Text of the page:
What can go wrong, will

from the Artful SQL Server & Access Tips List


I have installed Visual Studio .NET (VS.NET) and SQL Server 2005 at least a dozen times on various boxes in my development studio. Recently, a hard disk on one of my boxes went to a better place, so I replaced it and started over from Windows XP on up, through Partition Magic, NoteTab, and other essential utilities, and then I moved on to the applications: Office 2003, VS.NET, SQL Server 2005, and then MSDN. I checked the Start | Programs menu, and to my horror, Management Studio, Analysis Services, and Business Intelligence Studio were not there!

Meanwhile, I was scheduled to teach a course on SQL Server at a training institute. This course had been taught using MySQL, but wanting to be a SQL Server 2005 evangelist, I suggested that their techie download SQL Server 2005 Express Edition (which is freely available, so there were no copyright violations). When I arrived on the first day, I found that the techie had done his job admirably—everything was installed perfectly. There was only one problem, and it was a big one: I experienced the same exact problem on the training boxes as I did at home.

I placed a couple of calls to esteemed friends and colleagues, and my good friend Stephen Giles' suspicions turned out to be right on the money. The problem stemmed from the presence of SQL Server 2005 Express.

At home, I had installed VS.NET first and then SQL Server 2005. There's a subtle little check box in the VS.NET installation indicating that you want SQL Server Express to be installed. At the training institute, the techie had, according to my instructions, installed SQL Server 2005 Express.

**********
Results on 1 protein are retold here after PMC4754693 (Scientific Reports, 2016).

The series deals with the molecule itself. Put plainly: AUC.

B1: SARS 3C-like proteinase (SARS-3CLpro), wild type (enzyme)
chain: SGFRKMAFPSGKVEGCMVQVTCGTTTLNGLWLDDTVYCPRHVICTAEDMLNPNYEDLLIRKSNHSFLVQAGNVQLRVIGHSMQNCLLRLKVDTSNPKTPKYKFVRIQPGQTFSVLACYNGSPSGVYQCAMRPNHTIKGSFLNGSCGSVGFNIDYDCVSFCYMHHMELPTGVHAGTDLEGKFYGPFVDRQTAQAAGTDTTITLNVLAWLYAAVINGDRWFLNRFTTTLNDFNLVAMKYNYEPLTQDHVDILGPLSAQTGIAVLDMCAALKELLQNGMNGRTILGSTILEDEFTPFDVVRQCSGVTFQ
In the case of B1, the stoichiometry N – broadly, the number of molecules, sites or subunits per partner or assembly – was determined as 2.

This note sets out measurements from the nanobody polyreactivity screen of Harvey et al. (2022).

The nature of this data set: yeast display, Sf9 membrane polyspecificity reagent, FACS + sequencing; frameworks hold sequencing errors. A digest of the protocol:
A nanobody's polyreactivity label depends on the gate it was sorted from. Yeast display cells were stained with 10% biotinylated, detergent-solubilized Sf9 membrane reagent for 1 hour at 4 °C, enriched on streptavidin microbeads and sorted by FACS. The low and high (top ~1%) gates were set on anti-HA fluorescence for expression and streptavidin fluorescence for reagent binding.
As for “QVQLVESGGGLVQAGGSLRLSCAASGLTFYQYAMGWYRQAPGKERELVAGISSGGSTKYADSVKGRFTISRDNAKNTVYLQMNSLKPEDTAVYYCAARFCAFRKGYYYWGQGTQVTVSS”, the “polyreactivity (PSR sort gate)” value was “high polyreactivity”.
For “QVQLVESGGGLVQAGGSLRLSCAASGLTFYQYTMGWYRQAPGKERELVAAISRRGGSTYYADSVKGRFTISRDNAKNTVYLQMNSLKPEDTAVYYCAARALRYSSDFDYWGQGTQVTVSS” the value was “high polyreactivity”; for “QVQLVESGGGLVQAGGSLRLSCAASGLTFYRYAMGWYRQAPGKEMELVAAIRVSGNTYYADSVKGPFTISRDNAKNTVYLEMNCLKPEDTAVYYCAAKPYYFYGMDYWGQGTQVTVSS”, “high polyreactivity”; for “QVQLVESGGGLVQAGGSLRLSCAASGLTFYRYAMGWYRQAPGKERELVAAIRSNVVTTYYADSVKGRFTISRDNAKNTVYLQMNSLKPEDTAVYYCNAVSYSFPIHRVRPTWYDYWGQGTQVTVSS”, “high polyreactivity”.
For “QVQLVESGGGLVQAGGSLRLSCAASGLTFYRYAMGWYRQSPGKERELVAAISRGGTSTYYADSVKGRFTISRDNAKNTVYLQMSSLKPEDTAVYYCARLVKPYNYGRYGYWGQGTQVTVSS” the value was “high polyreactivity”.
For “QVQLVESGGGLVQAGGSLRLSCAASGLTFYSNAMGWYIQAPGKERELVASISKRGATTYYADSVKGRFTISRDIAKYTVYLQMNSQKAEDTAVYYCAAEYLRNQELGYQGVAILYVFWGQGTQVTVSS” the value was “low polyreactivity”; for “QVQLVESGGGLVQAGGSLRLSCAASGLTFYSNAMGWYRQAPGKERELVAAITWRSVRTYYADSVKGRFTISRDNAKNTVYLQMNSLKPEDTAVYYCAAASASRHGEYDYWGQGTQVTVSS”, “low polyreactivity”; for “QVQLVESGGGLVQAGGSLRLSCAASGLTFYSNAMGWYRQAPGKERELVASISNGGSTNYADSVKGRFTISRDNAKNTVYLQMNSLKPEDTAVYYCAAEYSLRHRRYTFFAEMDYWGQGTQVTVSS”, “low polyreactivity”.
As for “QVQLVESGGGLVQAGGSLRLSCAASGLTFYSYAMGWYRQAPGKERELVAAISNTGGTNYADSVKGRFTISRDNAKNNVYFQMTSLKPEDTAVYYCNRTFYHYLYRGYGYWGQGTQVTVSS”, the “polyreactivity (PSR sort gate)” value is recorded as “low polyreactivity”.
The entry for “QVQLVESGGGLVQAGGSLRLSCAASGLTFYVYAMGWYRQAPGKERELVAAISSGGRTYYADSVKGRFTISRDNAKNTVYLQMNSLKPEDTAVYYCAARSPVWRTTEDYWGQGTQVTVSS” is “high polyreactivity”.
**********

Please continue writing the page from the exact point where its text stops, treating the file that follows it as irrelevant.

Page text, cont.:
After that, if you try to install SQL Server 2005, the installation program detects that SQL Server 2005 Express is already installed and sidesteps the installation of all the wonderful GUI tools (since they are not included in SQL Server 2005 Express).

In my opinion, the SQL Server 2005 installation process is not sufficient; it should have at least defaulted the SQL Server 2005 Express check box to False rather than True. Upon detection of an instance of SQL Server 2005 Express, I believe the installer should have given me three options:

1. Remove SQL Server 2005 Express and install SQL Server 2005.
2. Install SQL Server 2005 side-by-side.
3. Install as it does currently.

If you happen to find yourself in this predicament, here is what to do:

1. Run Control Panel and remove everything related to SQL Server 2005.

2. If you have a Registry Cleaner, run it. This is not essential, but I always do this after radical surgery to my setup.

3. Reboot.

4. Install the real SQL Server 2005.

This recipe will fix the problem, and you'll be up and running again.

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